The separation of work and play.

The concept of “work/life balance” is simple: you have equal time for work responsibilities and life responsibilities. You go to work and make money to pay for your bills and the enjoyment of life.

It’s one of those elusive, holy grail ideas that I’ve been chasing since I heard of it during my early twenties. A decade later and I’m nowhere closer to attaining this mythical goal. Does that make me a failure? That’s what I thought for a long time.

My thought process on what this idea of balance has shifted. Now it’s really about how I can separate work from play? See, I’ve been working in the podcast industry for two years with Blubrry and I’ve loved podcasts since I discovered my first one ten years ago. Sadly, I feel like I’ve lost my love of making podcasts because it’s now an extension of my job. I feel guilty when I don’t release a new episode. I’m jealous when I see friends supporting shows with similar content to what I was making.

How to I let work be work so I can enjoy podcasting as a hobby again?

My boss, Mike Dell, coincidentally, had this same feeling recently of guilt for not having new episodes regularly. He decided the best course of action was to cut out the podcasts that he wasn’t committed to making.

That’s the curse of podcasting: you start one and then you want to do another and another and so on. This is the world a lot of podcasters live in, as do I. Take a look at all of the shows I’ve done a minimum of one episode for:

  • Geek This
  • The Cape Gauntlet
  • David/Dave Lives Here / Slightly Obnoxious, Strongly Sarcastic
  • RPG with Me / Friendlies & Fantasy
  • Because We Said

… and I’m not even sure that’s all of them. Also, I still have ideas for new podcasts I want to do! They all live in my head most days and I spend time figuring out new episodes for most of them. It’s exhausting at times.

What’s a guy to do?

The easy answer is similar to Mike’s: cut out what you’re not committed to. The hard part is letting things go. In some way, shape, or form, most of the shows mean something to me.

Geek This was the first show I made; The Cape Gauntlet was a test of endurance and research; SOSS was my “get it off my chest” outlet; Friendlies was a connection with my daughters through storytelling; Because We Said was a connection with my wife through advice-giving and question-asking.

They’re all parts of me and it’s like cutting off a body part simply because you can’t see it or don’t understand how to use it. Maybe that’s too dramatic of a metaphor? In the end, though, it’s hard to lay things to rest or send them out to sea. It needs to be done, though. There’s no use in expending energy on things I (a) have no desire to be consistent with or (b) have no passion about. Bear with me as I sort this out in the paragraphs that follow.

Off the bat, looking at this list of shows, I can say The Cape Gauntlet is an exhausting show from a research standpoint. Tracking the history of superhero comic books takes a lot of time, considering I have to determine what are considered key stories or defining moments. The easy part is understanding what will make a season of the podcast. I find the idea very appealing, but I don’t always want to spend the time to read and research. Maybe it should go.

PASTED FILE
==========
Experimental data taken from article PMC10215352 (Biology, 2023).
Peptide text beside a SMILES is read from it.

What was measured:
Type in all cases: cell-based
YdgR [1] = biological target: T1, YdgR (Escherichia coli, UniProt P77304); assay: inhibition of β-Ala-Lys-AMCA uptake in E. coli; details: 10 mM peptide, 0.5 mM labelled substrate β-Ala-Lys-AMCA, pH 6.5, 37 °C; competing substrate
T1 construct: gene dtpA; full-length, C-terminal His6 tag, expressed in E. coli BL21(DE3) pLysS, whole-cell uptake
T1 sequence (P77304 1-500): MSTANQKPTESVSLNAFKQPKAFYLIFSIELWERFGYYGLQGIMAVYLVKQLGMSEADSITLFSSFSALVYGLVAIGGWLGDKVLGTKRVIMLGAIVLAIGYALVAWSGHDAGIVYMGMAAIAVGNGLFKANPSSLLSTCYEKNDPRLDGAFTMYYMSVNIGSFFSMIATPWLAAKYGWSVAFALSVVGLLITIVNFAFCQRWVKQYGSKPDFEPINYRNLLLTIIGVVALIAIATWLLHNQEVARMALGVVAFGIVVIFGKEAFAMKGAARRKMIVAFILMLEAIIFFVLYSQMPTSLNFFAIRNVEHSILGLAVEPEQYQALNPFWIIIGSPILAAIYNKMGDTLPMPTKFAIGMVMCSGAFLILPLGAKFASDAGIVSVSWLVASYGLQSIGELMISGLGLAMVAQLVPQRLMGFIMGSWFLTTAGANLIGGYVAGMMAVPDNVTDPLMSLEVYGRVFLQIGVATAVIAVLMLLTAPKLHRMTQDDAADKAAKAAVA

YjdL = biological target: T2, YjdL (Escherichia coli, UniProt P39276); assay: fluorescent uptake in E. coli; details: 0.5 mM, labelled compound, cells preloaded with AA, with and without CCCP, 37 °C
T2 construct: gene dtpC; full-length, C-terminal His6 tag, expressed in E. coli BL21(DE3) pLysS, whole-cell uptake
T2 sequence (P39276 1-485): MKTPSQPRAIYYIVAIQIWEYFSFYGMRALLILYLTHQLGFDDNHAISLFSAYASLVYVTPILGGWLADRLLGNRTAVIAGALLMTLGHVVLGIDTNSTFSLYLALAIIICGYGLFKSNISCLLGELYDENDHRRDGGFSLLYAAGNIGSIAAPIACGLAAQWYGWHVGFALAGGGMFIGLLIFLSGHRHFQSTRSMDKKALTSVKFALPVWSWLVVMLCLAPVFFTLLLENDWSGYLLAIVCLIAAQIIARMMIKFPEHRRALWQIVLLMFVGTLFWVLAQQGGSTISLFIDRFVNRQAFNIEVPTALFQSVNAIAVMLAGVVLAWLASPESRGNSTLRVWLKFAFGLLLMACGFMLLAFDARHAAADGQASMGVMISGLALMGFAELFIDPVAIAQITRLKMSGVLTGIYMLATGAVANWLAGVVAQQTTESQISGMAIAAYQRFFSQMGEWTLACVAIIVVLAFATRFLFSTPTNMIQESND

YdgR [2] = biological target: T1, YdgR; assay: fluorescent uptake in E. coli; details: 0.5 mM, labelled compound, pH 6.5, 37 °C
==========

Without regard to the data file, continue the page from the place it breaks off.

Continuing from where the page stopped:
Geek This is the oldest show I’ve done, dating back to late 2012. This is the hard one. I’m still passionate about the show and the subject matter, but what I miss is making it with someone. Running a solo show like that 100% on my own has been incredibly difficult. It’s been harder now that I work from home and most of my interaction with human beings is with customers on the phone or co-workers via Slack. Those conversations are hardly ever about pop culture. If I can’t get someone to commit to recording with me once a week or every other week, maybe it needs to be shut down for good?

Friendlies & Fantasy feels like a lost cause. It’s a lot of work to develop a story for a role-playing game when (a) I’ve never even played – which will be remedied soon, I hope – and (b) kids have short attention spans. There’s no gray area here, regardless of how much I love the name and concept. It needs to go dormant until I know what I’m doing with it.

Slightly Obnoxious, Strongly Sarcastic needs to stay. I need an outlet for talking about things on my mind. The good thing is that I’m not making it for anyone but myself and I don’t care if anyone ever listens to it. Maybe it will benefit someone else, but that’s not the point.

Because We Said will always be nagging at the back of my brain. Wendie and I love making the show and have said over and over again that we need to simply make the time for it. We love the conversations we have and it isn’t filtered, really. It’s an honest expression of who we are, what we believe, and questions that come with being an adult, parent, child, and friend. Part of the tag line is, “exploring relationships” and that’s what I love about it. I’m exploring the relationship I have with my wife and our kids as we talk. I really think our marriage has deepened and our perspective on parenting has changed because of this show. It needs to stay and we need to be real about staying consistent.

So that’s it. I’ve publicly walked through my mind palace and decided what shows I need to forget about. Or I’ve at least leaned in one way or another.

If you’ve listened to my shows, I’d love to know what your thoughts are. What shows did you enjoy listening to? Do you have a show you absolutely want me to continue or one that should drop off the face of the earth? Let me know in the comments of this post or on Twitter.

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